is Lecturer in Linguistics at the University of Edinburgh. His research interests are in theoretical phonology, historical phonology, and dialectology. He organizes both the Historical Phonology Reading Group at Edinburgh, and the Manchester Phonology Meeting, one of the UK's leading annual phonology conferences. He holds a Ph.D. inLinguistics from the University of Newcastle upon Tyne.


Pavle Levi

is Assistant Professor of Fim Theory at Stanford University. He has written on cinema and nationalism, psychoanalytic film theory, and experimental cinema, and he co-edited Filosofska igracka (A Philosophical Toy), a selection of Annette Michelson's writings on film and modernist art. His book Disintegration in Frames, about aesthetics and politics in Yugoslav and post-Yugoslav cinema, was published in 2007. His teaching brings together his commitment to film as an art form with the study of cinema as a social and cultural phenomenon. He holds a Ph.D. in Cinema Studies from NYU.


Leah Lowe

is Associate Professor of Theater at Connecticut College. Her research interests include theories of comedy, gender studies, and popular American culture of the nineteenth and twentieth centuries. Her performance interests include devised theater, comic techniques, and American drama. She teaches courses on performance and the representation of gender and race in dramatic literature and other cultural forms. She holds an MFA in Directing from the University of Minnesota and a Ph.D. in dramaturgy from The Florida State University School of Theater.


James McFarland

is Assistant Professor of German and Philosophy at Vanderbilt University. His research interests extend from the epistemology of Leibniz to the political theology of George Romero. He has taught on topics ranging from the philosophy of tragedy to the concept of history in Emerson, Nietzsche and Walter Benjamin. His dissertation examined the Nietzschean context of Walter Benjaminís philosophy. He holds a Ph.D. in German Literature from Princeton University.

David Ost

is Professor of Political Science at Hobart and William Smith Colleges. His research interests concern postcommunist politics in Eastern Europe (particularly Poland), comparative explorations of Labor and democracy in Europe and America - the changing relationship between the United States and the European Union, Globalization protests, and chances for a new international order. He was awarded the Ed A. Hewett Book Prize in 2006 for The Defeat of Solidarity: Anger and Politics in Postcommunist Europe. He holds a PhD from the University of Wisconsin.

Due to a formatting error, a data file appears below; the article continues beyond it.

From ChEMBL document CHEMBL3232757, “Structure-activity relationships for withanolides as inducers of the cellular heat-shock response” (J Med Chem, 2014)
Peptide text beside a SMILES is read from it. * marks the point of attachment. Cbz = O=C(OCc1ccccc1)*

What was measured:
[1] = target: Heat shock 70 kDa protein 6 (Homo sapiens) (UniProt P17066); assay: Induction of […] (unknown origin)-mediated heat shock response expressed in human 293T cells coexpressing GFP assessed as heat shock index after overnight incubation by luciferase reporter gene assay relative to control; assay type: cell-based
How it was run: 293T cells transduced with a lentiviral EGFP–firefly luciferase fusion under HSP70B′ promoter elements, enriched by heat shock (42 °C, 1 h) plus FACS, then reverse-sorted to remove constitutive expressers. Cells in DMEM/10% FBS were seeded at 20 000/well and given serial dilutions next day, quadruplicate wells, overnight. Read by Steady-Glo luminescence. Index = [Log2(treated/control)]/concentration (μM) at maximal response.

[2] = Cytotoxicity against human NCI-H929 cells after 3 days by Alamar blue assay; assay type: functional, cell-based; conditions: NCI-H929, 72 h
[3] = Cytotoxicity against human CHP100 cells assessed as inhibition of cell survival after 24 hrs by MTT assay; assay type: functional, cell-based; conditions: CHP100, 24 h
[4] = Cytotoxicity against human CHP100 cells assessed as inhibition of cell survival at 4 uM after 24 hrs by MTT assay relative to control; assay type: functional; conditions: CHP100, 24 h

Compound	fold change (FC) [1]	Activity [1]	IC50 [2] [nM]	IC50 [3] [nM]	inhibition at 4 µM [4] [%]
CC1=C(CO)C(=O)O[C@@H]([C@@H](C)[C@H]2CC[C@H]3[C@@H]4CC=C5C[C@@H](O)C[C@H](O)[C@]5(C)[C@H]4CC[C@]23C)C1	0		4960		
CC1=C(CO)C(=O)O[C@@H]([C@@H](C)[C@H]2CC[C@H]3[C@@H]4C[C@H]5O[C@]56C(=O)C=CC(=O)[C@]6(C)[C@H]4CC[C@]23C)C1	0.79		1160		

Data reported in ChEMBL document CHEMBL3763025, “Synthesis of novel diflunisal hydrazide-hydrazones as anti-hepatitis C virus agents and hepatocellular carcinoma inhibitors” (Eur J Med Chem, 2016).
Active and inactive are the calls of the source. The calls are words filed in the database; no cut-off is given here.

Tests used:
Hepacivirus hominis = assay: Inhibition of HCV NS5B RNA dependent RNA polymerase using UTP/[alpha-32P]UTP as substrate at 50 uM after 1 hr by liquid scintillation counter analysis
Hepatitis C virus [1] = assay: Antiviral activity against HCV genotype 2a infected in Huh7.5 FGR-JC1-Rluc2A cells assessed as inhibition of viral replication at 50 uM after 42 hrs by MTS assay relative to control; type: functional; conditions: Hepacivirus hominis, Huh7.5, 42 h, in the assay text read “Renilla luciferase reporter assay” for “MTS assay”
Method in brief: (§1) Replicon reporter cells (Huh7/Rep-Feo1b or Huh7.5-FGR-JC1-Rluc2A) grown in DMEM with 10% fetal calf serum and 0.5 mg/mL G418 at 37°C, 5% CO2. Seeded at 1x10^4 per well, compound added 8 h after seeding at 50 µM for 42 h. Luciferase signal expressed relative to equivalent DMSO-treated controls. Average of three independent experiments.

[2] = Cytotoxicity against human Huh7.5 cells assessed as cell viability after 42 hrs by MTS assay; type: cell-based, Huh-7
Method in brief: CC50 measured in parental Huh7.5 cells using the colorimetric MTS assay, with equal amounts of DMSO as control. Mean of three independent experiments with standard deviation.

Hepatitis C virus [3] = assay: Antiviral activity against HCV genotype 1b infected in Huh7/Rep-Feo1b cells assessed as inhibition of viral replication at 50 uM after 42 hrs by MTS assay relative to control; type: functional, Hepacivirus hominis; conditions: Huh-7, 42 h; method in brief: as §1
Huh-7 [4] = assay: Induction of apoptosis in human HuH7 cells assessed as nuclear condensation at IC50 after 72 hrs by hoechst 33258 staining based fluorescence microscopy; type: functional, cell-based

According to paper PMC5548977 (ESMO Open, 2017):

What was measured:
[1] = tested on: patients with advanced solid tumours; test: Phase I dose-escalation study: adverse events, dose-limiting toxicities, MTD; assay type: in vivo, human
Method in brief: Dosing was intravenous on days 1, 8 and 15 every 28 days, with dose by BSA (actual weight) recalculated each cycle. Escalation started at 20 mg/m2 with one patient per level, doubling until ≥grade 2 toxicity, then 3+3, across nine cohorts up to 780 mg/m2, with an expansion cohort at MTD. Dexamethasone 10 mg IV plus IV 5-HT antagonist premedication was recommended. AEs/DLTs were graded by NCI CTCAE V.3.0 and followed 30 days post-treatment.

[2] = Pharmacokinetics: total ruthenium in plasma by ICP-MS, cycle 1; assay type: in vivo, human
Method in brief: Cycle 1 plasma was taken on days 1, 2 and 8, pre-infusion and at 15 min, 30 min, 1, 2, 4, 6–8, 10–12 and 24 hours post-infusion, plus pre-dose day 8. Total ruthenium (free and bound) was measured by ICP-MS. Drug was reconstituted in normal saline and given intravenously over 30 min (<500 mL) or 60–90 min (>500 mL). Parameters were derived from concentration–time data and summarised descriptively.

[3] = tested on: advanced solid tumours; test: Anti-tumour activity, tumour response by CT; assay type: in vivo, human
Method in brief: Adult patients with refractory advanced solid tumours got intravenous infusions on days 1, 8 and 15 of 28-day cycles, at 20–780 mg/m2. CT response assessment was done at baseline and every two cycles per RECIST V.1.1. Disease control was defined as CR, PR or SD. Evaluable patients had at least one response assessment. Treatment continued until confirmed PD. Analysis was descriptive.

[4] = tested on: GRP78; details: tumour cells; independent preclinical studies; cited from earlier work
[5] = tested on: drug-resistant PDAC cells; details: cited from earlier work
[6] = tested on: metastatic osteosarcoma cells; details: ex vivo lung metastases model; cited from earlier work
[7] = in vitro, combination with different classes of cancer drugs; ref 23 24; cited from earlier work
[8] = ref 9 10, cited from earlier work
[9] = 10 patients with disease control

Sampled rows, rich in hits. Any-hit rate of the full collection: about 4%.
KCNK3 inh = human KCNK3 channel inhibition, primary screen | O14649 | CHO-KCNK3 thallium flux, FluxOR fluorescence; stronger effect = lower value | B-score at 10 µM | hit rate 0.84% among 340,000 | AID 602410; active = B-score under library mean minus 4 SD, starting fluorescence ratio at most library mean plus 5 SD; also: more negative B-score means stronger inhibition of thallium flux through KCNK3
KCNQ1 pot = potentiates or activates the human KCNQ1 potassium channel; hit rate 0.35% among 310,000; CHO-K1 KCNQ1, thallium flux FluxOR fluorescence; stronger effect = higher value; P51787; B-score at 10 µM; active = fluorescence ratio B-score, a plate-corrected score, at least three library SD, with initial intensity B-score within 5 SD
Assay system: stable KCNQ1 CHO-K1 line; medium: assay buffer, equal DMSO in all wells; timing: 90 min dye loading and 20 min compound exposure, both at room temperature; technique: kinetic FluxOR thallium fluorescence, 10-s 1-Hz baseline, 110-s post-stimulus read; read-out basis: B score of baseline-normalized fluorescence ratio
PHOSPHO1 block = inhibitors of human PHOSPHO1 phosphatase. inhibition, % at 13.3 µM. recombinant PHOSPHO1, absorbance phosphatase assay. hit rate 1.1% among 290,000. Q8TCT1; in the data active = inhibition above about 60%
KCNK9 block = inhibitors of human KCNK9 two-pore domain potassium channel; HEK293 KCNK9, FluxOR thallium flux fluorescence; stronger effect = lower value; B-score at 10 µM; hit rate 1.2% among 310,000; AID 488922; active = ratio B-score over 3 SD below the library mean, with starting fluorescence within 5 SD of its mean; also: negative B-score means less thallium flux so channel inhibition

Kathleen Parthe

is Professor of Russian and Director of Russian Studies at the University of Rochester. Her publications include Russian Village Prose: The Radiant Past and Russia's Dangerous Texts: Politics Between the Lines, and she teaches a wide range of courses in Russian and European Studies. She holds a Ph.D. in Slavic from Cornell University.

Jon Rubin

is Associate Professor of Film and New Media at Purchase College at the State University of New York. He is an artist and film-maker with an interest in the exploration of media art as a mode of cross-cultural discourse. He is the winner of numerous grants and awards including a Guggenheim Fellowship and two Fulbright Fellowships, and he is the creator and director of The Floating Cinema which may make an appearance in St. Petersburg this summer.


E. K. Tan

is Assistant Professor ofComparative Studies at Stony Brook University. His dissertation title is Lack, Loss and Displacement: Renarrativing "Chineseness" through the Aesthetics of Southeast Asian Literature and Film. His areas of interest include Modern Chinese literature and film, Sinophone literature, Asian diaspora studies, Psychoanalysis, Film Theory, Globalization Theory.He holds a Ph.D. in Comparative and World Literature from the University of Illinois at Urbana-Champaign.